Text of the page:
What are microaggressions?
“Brief, everyday exchanges that send denigrating messages to a target group, such as people of color, religious minorities, women, people with disabilities, and lesbian, gay, bisexual, transgender and queer (LGBTQ+) individuals” (Sue, 2010, 2017; Sue Capodilupo, et al., 2007).
Before you read the testimonies of individuals’ who have experienced microaggressions, I want you to understand that everyone participates in acts of microaggressions. You might read some of these testimonies and feel angry, upset, defensive, or even deny them happening to others. But, I encourage you to read these with the perspective of others in mind. Microaggressions have a detrimental impact upon marginalized groups, and it is important to address and admit to our own unconscious biases so that we can personally stop microaggressions. Also, I want you to keep in mind that these testimonies are not just a one and done experience. Individuals of marginalized groups experience microaggressions every day, and when I asked them to share their stories, they all started with, “Oh so many. Where do I begin…”
Here are examples of individual experiences of microaggressions,
A Muslim female shared that others have said, “Oh you speak perfect English, or like you have no accent when you talk.” She said it makes her feel, “Like I must be a foreigner when I wear a hijab or something.”
A Black male said, “I had to put baby wipes and a stuffed animal in the back seat of my car even though I don’t have a child, so that when another police officer pulls me over when I come home late from work, I look like a family man.”
A Black male talking about his dating experiences, ““You’re not like the rest.” And, “My family would accept you.”
An Asian male reported his friend saying, “That’s not very Asian of you” when he ruined a batch of homemade dumplings.
A White female shared, “Your last name is Spanish, and you don’t speak fluent Spanish?”
A Latina female shared her experience with a co-worker, “Oh, you’re a teacher at this school? I thought you were a substitute teacher this whole time.”
A White female said, “People assume I am a lesbian because I don’t put in a lot of effort into my appearance.”
A transgender male has been asked, “Did something terrible happen to you in your childhood?”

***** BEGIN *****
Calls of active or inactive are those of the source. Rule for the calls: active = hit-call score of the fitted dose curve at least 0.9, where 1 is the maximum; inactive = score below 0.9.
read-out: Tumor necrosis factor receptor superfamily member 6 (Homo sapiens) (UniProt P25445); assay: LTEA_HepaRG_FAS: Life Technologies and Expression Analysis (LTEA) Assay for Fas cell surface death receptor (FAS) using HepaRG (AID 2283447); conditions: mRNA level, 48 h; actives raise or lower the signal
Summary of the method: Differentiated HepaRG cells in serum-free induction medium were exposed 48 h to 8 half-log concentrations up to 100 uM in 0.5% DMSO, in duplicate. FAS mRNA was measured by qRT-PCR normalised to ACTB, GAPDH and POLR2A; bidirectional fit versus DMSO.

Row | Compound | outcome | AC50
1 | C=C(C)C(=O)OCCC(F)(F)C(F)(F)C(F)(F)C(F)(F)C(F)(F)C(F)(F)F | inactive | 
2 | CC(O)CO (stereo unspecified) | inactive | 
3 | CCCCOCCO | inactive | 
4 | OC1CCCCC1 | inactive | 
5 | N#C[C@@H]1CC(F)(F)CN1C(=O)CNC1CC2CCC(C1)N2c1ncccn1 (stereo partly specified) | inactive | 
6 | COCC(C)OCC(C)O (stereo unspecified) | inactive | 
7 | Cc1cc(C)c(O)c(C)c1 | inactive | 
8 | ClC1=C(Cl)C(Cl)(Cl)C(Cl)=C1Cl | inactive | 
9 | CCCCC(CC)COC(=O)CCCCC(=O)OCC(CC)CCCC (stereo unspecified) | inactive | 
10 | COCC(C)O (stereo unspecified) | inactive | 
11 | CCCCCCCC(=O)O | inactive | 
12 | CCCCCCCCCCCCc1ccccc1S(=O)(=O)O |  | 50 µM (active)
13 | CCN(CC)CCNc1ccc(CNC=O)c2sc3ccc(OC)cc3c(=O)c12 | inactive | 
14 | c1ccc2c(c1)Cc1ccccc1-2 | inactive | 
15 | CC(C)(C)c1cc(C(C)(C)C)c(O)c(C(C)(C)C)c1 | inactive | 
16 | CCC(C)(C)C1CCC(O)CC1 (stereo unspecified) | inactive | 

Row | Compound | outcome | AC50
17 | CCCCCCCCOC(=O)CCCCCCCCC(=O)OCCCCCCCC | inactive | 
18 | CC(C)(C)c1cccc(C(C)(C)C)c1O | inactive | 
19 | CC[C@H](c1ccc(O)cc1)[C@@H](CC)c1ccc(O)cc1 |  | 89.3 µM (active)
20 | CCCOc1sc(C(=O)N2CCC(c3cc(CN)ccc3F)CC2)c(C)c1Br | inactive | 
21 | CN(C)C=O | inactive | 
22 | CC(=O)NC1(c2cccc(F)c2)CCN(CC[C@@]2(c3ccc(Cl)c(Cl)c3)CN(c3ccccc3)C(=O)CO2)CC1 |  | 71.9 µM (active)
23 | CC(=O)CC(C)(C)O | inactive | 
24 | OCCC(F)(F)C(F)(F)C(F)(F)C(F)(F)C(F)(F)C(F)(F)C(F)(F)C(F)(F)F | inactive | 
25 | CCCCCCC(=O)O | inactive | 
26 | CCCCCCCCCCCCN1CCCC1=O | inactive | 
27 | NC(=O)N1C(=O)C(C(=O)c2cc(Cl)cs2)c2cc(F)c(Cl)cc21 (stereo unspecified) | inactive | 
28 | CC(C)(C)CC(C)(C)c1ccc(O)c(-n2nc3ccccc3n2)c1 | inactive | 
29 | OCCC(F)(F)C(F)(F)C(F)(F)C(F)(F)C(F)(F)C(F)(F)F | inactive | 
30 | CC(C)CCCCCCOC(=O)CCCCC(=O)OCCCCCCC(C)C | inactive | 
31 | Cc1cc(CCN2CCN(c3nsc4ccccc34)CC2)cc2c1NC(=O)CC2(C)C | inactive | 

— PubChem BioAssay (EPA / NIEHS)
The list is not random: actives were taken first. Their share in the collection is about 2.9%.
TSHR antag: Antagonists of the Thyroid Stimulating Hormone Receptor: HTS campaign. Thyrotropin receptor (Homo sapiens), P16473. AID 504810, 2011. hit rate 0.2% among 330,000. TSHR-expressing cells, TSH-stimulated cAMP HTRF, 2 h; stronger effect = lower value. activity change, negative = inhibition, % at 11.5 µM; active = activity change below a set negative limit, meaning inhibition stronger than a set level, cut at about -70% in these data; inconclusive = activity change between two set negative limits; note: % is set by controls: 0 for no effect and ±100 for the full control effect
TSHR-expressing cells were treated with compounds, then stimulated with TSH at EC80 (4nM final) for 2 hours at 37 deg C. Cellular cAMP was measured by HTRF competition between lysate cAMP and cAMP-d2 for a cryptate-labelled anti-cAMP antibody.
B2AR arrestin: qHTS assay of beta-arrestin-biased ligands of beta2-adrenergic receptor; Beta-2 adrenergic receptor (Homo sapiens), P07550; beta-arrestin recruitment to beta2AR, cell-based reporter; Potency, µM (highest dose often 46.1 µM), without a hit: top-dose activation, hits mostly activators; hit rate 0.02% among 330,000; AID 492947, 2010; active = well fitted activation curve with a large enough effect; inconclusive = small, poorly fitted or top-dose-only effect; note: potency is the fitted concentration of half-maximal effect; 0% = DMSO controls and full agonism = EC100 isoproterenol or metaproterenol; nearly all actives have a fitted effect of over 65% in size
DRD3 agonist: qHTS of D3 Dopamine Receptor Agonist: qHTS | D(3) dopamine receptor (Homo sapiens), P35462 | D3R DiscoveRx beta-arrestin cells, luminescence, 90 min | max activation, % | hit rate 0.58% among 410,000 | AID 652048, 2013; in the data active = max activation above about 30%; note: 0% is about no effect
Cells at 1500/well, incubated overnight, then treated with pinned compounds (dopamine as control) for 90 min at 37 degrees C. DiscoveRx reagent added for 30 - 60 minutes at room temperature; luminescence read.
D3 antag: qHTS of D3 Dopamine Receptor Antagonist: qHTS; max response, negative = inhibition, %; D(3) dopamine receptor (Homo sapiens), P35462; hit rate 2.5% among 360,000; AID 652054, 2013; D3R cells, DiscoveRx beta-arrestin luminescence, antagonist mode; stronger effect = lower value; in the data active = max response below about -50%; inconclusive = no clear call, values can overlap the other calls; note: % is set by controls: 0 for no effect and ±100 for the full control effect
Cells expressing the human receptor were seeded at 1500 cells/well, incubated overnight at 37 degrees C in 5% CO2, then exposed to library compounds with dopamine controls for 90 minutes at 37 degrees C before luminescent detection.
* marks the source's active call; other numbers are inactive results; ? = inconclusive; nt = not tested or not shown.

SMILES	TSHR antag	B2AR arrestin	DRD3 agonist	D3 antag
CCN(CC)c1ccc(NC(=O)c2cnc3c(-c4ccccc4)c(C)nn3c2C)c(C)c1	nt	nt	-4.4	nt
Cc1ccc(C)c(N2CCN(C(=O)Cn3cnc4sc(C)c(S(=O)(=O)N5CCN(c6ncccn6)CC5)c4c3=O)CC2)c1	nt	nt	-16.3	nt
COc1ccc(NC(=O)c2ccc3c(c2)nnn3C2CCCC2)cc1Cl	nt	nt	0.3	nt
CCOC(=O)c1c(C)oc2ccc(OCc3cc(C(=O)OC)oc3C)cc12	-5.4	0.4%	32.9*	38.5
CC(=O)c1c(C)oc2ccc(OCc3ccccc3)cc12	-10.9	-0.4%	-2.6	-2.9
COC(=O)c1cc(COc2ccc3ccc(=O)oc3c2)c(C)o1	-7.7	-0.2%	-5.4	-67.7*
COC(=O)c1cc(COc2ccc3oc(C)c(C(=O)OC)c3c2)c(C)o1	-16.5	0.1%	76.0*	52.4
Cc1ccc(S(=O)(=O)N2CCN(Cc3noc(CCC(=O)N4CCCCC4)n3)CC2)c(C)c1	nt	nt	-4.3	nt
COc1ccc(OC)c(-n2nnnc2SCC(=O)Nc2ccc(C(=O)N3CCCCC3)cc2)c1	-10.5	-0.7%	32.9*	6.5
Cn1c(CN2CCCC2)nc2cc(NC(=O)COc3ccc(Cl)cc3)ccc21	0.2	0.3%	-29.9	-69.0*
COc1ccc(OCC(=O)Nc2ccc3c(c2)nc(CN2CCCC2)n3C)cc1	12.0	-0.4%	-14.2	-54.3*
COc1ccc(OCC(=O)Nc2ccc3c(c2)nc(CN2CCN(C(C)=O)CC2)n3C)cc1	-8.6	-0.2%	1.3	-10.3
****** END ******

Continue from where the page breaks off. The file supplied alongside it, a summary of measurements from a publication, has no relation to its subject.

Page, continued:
A female who is blind said, “I was working at a deli taking a man’s food order with my face close to the notepad when he told me that I should just buy glasses so I don’t have to look so closely.”
A female American-Arab Muslim shared, “In college I had to submit a draft of my paper just so the professor had a sense of where I was on the project. I didn’t think much of it, and I submitted my draft of what I had so far. When I received my feedback, the professor commented, ‘I understand English is your second language and maybe you should go to the writing center.’ Well, English is my first language, and I was a tutor at the writing center at the time. His comment led me to assume that he thinks I didn’t speak English well because I wear a hijab.”
A Black female stated, “There was a time I was minding my own business, getting a train ticket and an elderly white woman came up to me and started petting my head, asking about my ‘cool’ hair style.” And, “I was followed around at Victoria’s Secret as if I was going to steal something, and it was even worse because I worked at a different Victoria’s Secret location at the time.”
A female American-Arab Muslim said others have told her, “You’re Muslim, so you must’ve not voted for Trump;” “Are you cold or are you just wearing the thing on your head just because?” And, “An Arab professor once told me that I should remove my hijab to be more safe in society. The professor also suggested that I should take off my hijab and show cleavage when applying for a job.”
A Black Muslim female shared, “I identify as a Black Muslim, and I wear a turban every day because of my religion. But, I wanted to do a social experiment by removing my turban for a day to see people’s reaction. When I took off my turban, professors and friends shamed me for removing my turban and told me that ‘I wasn’t being true to my religion.’ And, people questioned me, ‘Are you just Black now because you took the turban off?’ That day, I wasn’t able to be both Black and Muslim. People were making me feel like I had to choose one or the other.”
I challenge you to write a list of possible microaggressions that you might have committed and explore the potential impact it had on the individual receiving the microaggression. What do your microaggressions tell you about your unconscious perception of marginalized groups?
Being transparent and honest about our biases is an important step to becoming a culturally sensitive individual. It is important to first become aware of our biases and then take action in changing our beliefs about others. So, I want to lead by example and share unintentional microaggressions that I have committed.
Clutching my purse when a Black or Latin-x male passes me on the street.
Assuming a town is dangerous because it houses minorities.
When an individual told me their pronouns were they and them, I continued to refer to them as she.
Using the phrase “That’s gay” to refer to things that are weird or different.
“I am not racist. I have several friends who are from different cultures and races.
I share these microaggressions with you and in doing so, I hope that I encourage you to be transparent and honest about possible microaggressions you have committed. It is important to remember that everyone engages in and continues to participate in microaggressions. However, you can stop committing microaggressions by personally correcting your own thoughts, beliefs, and actions.
I challenge you to try and understand world-views and others’ sociocultural realities.
Source: Counseling the Culturally Diverse. Derald W. Sue, David Sue, Helen A. Neville & Laura Smith, 2019.